The island, a state park, is mostly staffed by college kids, who are polite and enthusiastic. The young man on the ferry folded up the wildflower guide he was reading to roll a few bikes on the ferry.

On my way home, I realized next summer I could take my kayak and stay a few nights on Champlain’s islands. I can’t swim to save my life but surely that’s something I could learn.

A few lines from Dan Chaon’s Sleepwalk:

“No doubt, a day of reckoning for mankind is coming, yet even for those of us who accept the inevitability of mass human death, there’s still a cautious hope; we’re waiting to see how Armageddon plays out, keeping an eye open for ways it might turn to our advantage… I’m no evolutionary biologist, but I have faith in our species’ stick-to-it-iveness.”

— Dan Chaon

August: Complex Fatigue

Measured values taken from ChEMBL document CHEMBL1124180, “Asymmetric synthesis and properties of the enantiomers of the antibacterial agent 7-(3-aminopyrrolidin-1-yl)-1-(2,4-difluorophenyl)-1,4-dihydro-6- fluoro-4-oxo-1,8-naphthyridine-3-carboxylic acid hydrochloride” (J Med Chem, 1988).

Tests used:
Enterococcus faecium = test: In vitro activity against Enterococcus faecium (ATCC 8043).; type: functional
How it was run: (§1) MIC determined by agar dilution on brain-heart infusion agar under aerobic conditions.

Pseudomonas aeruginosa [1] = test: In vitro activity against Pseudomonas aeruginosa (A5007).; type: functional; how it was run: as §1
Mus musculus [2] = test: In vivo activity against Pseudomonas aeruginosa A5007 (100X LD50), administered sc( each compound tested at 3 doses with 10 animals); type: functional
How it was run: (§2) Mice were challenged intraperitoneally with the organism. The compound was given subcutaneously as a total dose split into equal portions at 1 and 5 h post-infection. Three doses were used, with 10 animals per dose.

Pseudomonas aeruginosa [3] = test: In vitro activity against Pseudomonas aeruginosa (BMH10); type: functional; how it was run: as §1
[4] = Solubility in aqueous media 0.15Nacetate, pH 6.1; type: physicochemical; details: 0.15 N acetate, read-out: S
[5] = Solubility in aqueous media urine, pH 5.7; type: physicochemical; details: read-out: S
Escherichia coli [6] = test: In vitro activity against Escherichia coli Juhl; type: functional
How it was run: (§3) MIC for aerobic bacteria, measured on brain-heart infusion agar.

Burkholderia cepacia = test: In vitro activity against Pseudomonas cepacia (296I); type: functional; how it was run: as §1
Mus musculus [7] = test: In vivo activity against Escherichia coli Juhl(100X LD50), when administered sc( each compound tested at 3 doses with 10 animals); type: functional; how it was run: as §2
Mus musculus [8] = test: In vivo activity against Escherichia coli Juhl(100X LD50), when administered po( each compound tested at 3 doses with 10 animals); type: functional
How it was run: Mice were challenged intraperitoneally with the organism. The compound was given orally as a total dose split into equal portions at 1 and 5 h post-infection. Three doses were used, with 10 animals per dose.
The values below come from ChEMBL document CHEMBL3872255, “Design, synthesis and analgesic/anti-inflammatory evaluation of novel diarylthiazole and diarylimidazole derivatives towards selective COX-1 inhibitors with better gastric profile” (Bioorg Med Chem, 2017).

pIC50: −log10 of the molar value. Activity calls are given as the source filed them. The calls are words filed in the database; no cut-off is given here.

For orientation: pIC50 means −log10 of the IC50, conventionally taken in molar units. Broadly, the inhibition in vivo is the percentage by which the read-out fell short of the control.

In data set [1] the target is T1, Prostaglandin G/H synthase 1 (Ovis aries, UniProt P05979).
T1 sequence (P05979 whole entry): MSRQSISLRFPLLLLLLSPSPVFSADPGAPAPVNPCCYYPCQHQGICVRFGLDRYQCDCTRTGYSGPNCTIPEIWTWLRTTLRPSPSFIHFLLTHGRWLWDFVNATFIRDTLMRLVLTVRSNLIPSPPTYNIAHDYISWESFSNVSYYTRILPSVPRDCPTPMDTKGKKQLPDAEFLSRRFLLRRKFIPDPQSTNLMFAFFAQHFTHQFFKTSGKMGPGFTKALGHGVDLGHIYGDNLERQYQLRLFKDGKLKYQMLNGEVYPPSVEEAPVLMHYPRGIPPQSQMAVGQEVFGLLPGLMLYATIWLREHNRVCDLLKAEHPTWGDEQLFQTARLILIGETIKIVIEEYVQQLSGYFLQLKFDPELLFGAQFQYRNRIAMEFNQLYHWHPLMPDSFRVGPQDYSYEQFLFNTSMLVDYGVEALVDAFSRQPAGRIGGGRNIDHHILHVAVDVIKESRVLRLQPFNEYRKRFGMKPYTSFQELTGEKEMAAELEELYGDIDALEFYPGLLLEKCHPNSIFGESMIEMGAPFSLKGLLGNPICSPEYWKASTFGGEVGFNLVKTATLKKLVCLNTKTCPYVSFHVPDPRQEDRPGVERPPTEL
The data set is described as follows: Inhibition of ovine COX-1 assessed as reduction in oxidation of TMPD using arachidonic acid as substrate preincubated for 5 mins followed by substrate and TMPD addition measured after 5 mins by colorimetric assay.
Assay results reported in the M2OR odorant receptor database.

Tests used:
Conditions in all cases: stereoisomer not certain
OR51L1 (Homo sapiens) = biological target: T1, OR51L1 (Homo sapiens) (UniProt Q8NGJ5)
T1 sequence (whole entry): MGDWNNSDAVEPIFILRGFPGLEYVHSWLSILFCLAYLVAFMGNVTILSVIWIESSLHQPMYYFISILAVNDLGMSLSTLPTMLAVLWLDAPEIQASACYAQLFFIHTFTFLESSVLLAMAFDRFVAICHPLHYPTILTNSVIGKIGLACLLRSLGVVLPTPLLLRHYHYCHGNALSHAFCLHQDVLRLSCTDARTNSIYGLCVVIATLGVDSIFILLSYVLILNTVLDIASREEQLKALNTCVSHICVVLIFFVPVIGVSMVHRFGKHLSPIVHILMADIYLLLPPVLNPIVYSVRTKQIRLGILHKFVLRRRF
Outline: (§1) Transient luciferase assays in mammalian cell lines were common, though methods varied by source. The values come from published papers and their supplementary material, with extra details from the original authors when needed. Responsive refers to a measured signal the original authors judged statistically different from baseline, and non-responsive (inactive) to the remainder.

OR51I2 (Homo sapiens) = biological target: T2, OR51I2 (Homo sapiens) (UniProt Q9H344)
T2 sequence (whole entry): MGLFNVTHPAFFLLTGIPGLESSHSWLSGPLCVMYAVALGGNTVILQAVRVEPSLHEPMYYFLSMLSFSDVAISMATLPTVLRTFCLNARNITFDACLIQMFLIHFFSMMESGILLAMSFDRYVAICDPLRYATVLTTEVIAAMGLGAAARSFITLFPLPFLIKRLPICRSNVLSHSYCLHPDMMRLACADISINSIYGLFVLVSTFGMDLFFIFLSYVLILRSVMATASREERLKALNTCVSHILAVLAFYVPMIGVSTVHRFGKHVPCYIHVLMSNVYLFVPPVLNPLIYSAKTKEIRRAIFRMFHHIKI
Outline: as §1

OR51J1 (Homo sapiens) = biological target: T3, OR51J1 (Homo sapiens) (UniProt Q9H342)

On this August evening, a sparrow flies out of the wild raspberries along my walk and startles me just the slightest. Stunned a little from its flight through the leaves and small prickles, the sparrow fumbles from foot to foot on the path and then rises up on its wings and disappears. The swifts are out, too.

A downpour has fallen and the humidity has thickened right up again. I walk through the village, and folks are hanging out on porches. A three-quarters moon hangs over the empty high school soccer field, stunning. I’d write that it’s otherworldly in its beauty — but in this slow, sticky night it’s hard to imagine a sweeter world, even this one chockfull with chaos.

In the heat, tempers are either short or silly. Tomorrow is Vermont’s primary, so much fervor, and I wonder what all that might come to. In the evening, I talk to my cat, a tête-à-tête about why he cowers at the slightest noise, as if the house might be under attack by coyotes. You’re a housecat, I remind him, one of the most pampered creatures on the planet. He looks at me, poor ignorant thing that I am, and wisely keeps his ears pressed down and low like a spooked owl.

August. Time to share again one of the loveliest poems.

The world is a 

complex fatigue. The moth tries